The Masters: Rose happy to still be in contention after falling behind at Augusta

By Sports Desk April 10, 2021

Justin Rose remains hopeful of overhauling Hideki Matsuyama for his first green jacket after struggling in the penultimate round of The Masters.

Rose had set the pace heading into the third round at Augusta, but the one-time major champion fell four strokes adrift of red-hot challenger Matsuyama on Saturday.

Consecutive birdies to begin the round appeared to have Rose on track to maintain his advantage but back-to-back bogeys on the fourth and fifth holes saw the two-time Masters runner-up come unstuck.

One shot ahead during the weather delay, Rose fell away when play resumed – the Englishman signing for a second successive 72 in Georgia.

"I didn't play well enough today, simple as that really," said Rose as he eyes his maiden Masters crown.

"I think all in all, to have a shot tomorrow, I'm delighted. I have that freedom to take a run at it, and of course I'd love to kind of stay with it just a little bit better.

"I've been playing with the lead the whole week, and obviously there's been an hour of golf where Hideki has moved out there in front.

"You know, all the guys chasing at seven under are all capable of that little run that Hideki has had, so it's all up for grabs tomorrow."

Rose added: "I was pretty happy just to be able to walk into the clubhouse before I dropped another shot."

Rose heads into Sunday's final round level at seven under alongside 2019 runner-up Xander Schauffele, Marc Leishman and Will Zalatoris.

Schauffele improved 10 positions thanks to a third-round 68, which included an eagle, four birdies and two bogeys.

"It's moving day. It's Saturday," Schauffele said of playing alongside Japan's Matsuyama, who gained six shots in seven holes to seize control. "You want to play with someone who's going to shoot seven-under. You hope that it's yourself, and if not, you chase.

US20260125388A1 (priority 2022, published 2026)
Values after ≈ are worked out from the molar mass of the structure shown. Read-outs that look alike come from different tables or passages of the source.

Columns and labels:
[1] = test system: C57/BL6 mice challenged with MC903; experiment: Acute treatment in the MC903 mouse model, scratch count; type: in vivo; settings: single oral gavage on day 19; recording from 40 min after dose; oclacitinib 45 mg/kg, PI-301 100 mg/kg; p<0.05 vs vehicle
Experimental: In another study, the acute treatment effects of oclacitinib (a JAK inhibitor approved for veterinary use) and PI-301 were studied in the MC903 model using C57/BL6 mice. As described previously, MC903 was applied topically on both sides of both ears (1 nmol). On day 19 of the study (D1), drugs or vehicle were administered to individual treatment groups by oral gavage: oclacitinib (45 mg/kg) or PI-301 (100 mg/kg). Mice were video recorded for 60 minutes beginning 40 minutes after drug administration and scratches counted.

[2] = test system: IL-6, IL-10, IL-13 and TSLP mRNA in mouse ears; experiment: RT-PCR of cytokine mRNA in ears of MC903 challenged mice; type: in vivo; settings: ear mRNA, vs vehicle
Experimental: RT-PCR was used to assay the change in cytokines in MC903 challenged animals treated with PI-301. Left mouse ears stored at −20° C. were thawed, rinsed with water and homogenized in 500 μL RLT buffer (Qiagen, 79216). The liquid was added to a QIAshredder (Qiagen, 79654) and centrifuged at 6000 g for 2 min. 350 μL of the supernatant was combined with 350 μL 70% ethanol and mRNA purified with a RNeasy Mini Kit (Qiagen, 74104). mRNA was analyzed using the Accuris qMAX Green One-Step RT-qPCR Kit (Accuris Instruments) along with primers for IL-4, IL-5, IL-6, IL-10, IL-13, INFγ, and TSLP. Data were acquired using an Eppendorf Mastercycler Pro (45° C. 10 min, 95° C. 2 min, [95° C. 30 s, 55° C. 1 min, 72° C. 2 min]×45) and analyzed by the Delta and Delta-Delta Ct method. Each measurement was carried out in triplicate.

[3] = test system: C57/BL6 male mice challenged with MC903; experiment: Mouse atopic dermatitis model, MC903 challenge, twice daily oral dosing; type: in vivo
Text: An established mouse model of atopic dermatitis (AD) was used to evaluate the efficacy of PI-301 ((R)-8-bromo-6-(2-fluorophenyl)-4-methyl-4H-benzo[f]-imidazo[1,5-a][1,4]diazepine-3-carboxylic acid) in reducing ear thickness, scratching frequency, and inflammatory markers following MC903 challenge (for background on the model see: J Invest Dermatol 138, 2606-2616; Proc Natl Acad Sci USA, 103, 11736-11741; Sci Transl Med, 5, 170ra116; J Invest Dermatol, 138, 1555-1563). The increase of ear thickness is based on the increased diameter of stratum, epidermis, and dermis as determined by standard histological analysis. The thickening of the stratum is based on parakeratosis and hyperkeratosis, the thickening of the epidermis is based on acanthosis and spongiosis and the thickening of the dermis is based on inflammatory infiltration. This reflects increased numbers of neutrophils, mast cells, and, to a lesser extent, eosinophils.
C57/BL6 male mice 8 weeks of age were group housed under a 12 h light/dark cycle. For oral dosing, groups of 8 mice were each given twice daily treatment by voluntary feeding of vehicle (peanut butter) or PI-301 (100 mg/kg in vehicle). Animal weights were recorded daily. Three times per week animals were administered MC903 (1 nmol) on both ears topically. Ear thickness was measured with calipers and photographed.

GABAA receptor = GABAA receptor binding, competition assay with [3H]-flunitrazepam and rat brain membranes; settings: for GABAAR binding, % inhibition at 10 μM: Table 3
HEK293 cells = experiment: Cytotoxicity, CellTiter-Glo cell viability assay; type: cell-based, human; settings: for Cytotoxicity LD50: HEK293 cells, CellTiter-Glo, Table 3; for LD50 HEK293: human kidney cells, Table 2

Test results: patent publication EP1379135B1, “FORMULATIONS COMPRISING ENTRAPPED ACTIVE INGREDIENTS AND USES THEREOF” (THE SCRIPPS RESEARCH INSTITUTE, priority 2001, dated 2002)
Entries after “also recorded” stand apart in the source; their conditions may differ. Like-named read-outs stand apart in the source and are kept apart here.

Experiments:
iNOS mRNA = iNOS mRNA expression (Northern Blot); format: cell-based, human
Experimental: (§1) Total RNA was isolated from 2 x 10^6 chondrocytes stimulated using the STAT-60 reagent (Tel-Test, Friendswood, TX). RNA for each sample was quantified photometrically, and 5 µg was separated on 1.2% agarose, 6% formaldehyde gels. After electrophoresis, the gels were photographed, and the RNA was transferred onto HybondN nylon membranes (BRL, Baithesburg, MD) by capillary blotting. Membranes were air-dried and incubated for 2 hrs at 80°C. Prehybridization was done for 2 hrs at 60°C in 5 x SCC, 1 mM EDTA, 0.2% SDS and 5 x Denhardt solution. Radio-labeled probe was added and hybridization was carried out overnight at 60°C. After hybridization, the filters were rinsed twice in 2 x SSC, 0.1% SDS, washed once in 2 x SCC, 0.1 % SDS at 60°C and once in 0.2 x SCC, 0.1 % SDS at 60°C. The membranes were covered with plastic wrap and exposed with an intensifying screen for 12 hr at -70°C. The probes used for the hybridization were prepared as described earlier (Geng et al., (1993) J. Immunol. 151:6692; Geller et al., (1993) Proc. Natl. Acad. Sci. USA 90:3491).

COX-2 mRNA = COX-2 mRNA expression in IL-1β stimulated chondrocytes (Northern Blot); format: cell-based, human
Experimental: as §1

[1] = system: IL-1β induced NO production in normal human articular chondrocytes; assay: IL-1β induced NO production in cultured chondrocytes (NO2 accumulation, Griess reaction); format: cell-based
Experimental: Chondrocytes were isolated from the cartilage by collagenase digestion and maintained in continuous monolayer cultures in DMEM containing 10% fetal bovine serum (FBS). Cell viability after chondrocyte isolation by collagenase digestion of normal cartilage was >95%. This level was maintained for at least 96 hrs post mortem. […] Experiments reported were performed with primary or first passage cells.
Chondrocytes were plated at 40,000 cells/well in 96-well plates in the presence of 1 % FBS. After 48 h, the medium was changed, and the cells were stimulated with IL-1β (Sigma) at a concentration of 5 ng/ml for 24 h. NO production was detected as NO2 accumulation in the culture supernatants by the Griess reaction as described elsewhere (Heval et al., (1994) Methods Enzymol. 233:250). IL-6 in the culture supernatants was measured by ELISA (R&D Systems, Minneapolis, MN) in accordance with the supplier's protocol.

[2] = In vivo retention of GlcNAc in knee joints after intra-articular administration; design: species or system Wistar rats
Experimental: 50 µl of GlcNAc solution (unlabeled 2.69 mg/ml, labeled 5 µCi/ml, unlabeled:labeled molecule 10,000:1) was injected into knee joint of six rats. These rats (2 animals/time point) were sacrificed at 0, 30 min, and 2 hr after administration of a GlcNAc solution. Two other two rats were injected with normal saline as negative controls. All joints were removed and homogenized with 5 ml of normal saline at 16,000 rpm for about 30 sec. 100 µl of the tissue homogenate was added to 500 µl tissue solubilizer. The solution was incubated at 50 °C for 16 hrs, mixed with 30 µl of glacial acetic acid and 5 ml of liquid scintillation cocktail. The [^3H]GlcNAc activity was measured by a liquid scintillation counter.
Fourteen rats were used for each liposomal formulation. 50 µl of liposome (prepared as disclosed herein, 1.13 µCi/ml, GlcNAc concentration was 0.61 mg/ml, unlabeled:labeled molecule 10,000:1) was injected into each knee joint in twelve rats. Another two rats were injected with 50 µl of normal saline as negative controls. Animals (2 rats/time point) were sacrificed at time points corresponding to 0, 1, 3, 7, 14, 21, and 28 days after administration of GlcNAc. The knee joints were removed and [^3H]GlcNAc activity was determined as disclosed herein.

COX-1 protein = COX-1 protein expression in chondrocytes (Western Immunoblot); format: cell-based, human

"You'd rather play with someone that's shooting 65 than shooting 74. It was nice to chase after him. He's an incredible iron player. This is a great course for him. I think he has a great record out here at Augusta National, and obviously he showed it this afternoon."

Leishman (70) – who finished tied for fourth in 2013 – enjoyed a strong finish, with two birdies from his final bogey-free six holes leaving him in a mix to become just the second Australian to win a green jacket after Adam Scott (2013).

"Obviously if Hideki plays well, he can control his own destiny," Leishman said. "But a lot can happen around here. I've seen it. I mean, I played with Scottie the year he won. I've seen what can happen.

"I've had bad rounds here myself and I've had good rounds. You can make up four shots fairly quickly, but you have to do a lot of things right to do that."

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    It meant overnight leader DeChambeau had the chance to put in for par on the 18th and snatch victory by a single point.

    McIlroy's last miss, on the 18th, came after he had seen DeChambeau skew a tee shot into the rough, with the Northern Irishman then planting an excellent chip within a couple of feet of the hole.

    But the ball rolled agonisingly around the lip as McIlroy dropped another shot, finishing on five under for the tournament.

    DeChambeau did not offer McIlroy another chance, drilling a shot out of a bunker and onto the green before sinking a four-foot put to spark huge celebrations in the crowd.

    It condemned McIlroy to arguably the most painful defeat of his career, as a fifth major title continues to allude him.

    The 35-year-old, who was held off by a single point by Wyndham Clark at last year's U.S. Open, had played brilliantly through the round, and four birdies between the ninth and 13th holes had him on course to win his first major since he triumphed at The Open in 2014.

    DeChambeau, on the other hand, could not get going on the back nine, exchanging a pair of birdies with two bogeys, but he steadied himself on the 17th with an excellent drive.

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